Raktiman aiming to shine for Drake among lesser lights

Is bidding for success with Raktiman in today's finals at Haydock.
Is bidding for success with Raktiman in today's finals at Haydock.
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ROOKIE trainer Samantha Drake has backed the introduction of jump racing’s new Challenger Series which concludes with five races – each worth £50,000 – at Haydock.

Designed to provide a boost to jump racing in the North which is the poor relation in comparison to the South, horses – including her own Raktiman – had to pre-qualify for today’s finals.

Raktiman’s rivals in the two-and-a-half-mile chase include the Brian Ellison-trained Five In A Row, who is looking to bounce back after being outpaced at the Cheltenham Festival earlier this month.

“He’s in good form and will like the better ground,” said Guiseley-based Drake, of Raktiman.

“It’s a step up, but he goes there in good form. It’s a brilliant initiative. For a horse like him, he’s good but will always struggle to be top class.

“To be able to go for a decent prize, it’s something to aim for because it gives the lesser lights a chance.”

Raktiman, who qualified for the race when winning at Catterick in February, is the mount of Drake’s fiancée, Jonathan England.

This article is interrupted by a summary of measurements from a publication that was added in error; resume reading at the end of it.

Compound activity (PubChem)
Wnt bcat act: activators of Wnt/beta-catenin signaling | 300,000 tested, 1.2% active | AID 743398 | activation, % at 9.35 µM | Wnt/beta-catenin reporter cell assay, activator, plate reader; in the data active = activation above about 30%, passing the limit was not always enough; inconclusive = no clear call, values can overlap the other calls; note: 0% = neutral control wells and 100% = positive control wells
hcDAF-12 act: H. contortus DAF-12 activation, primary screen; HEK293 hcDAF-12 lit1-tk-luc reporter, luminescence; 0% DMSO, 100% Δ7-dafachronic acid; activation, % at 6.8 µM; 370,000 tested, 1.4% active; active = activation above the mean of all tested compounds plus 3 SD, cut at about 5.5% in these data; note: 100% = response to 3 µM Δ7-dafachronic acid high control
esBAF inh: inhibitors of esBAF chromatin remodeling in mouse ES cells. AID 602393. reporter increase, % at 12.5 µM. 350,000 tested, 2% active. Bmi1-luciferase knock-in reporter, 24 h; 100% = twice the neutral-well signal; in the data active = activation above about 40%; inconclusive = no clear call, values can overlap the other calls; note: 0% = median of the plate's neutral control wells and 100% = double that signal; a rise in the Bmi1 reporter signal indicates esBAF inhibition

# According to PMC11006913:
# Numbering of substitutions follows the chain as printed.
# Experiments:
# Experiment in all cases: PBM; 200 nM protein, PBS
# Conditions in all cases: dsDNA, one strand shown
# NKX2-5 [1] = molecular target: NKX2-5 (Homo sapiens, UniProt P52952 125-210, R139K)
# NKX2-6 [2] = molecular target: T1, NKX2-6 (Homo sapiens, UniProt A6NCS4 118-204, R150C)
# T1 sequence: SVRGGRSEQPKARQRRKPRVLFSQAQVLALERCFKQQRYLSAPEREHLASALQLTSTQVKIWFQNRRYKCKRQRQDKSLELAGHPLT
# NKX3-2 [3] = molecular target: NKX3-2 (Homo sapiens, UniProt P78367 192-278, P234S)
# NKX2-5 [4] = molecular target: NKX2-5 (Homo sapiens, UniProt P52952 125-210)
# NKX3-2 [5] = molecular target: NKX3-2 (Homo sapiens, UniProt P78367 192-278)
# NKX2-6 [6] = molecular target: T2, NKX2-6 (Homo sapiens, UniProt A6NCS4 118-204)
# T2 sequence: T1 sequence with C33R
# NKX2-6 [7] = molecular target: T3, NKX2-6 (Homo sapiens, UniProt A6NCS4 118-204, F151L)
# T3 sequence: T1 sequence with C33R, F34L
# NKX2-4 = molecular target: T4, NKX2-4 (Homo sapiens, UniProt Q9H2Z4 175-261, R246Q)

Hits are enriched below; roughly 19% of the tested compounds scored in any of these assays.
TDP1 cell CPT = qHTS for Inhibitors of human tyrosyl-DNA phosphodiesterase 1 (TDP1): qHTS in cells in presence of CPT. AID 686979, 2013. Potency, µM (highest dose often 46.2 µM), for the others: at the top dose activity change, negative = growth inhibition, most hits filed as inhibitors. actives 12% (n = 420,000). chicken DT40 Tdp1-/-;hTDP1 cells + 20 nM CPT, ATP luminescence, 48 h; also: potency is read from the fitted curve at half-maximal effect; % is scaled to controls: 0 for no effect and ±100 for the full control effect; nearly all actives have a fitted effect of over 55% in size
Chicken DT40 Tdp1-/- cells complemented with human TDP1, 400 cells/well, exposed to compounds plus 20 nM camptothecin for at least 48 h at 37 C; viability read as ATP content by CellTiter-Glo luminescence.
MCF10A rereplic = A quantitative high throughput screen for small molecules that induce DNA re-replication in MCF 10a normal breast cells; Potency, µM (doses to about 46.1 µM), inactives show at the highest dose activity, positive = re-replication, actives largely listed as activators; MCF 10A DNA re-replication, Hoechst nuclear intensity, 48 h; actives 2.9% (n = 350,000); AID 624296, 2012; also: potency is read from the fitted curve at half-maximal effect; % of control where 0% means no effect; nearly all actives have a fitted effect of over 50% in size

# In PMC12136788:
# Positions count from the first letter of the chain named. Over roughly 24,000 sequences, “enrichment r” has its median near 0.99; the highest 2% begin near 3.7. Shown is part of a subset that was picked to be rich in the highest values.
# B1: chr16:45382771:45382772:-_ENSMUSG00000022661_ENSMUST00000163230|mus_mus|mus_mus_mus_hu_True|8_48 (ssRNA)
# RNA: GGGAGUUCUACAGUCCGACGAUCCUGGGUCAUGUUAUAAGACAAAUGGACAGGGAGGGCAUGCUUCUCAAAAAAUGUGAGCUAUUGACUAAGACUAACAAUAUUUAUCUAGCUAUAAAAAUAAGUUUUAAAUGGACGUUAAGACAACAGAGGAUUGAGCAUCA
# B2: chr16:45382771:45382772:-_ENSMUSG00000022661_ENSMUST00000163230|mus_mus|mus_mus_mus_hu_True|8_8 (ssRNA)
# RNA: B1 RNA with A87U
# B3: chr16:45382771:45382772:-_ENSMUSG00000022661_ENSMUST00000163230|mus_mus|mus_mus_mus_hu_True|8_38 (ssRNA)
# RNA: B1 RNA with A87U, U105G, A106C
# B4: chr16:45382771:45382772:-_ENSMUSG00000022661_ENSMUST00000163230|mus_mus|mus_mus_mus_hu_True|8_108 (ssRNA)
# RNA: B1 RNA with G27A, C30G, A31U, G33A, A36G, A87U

Another Catterick course winner Auldthunder could be the horse to beat in the three-mile chase. Twice a winner at the North Yorkshire track, he is looking to continue the recent fine form of Middleham trainer Micky Hammond and Sheffield-born stable jockey Joe Colliver, who teamed up to such great effect at Cheltenham when Just Cameron was sixth in the Queen Mother Champion Chase.

William Buick bids to win a second successive Dubai World Cup when he partners the American-trained and Godolphin-owned Frosted in the £6.8m contest.

The Northern Racing College graduate was a shock winner 12 months ago of the world’s richest race when the unheralded veteran Prince Bishop, tailed off in the early stages, came from last to first to deny American superstar California Chrome who, once again, is the horse to beat.

“I’m sure it will be a different affair for me this year, I’m sure I won’t be out the back like I was on Prince Bishop, I hope,” said the jockey. “He travels well, sees his races out and has loads of class. We have respect for the others but great belief in our horse as well.”

Buick also hopes to provide his chief, Charlie Appleby, with a long-overdue first win on World Cup night when he partners the rapidly improving Tryster, a former all-weather specialist, in the Dubai Turf.

This is a horse who will be held up to optimise his devastating turn of pace late on. His task has also been made easier by the absence of France’s multiple Group One winner Solow.

“That is one less to worry about as he would have been hard to peg back, but it will still be the best race he’s ever encountered and we have huge respect for the opposition,” said the jockey, one of Sheikh Mohammed’s retained riders. “He’s an exciting horse and it would be great if he can make the step up again.”

His rivals include Gabrial for Malton trainer Richard Fahey.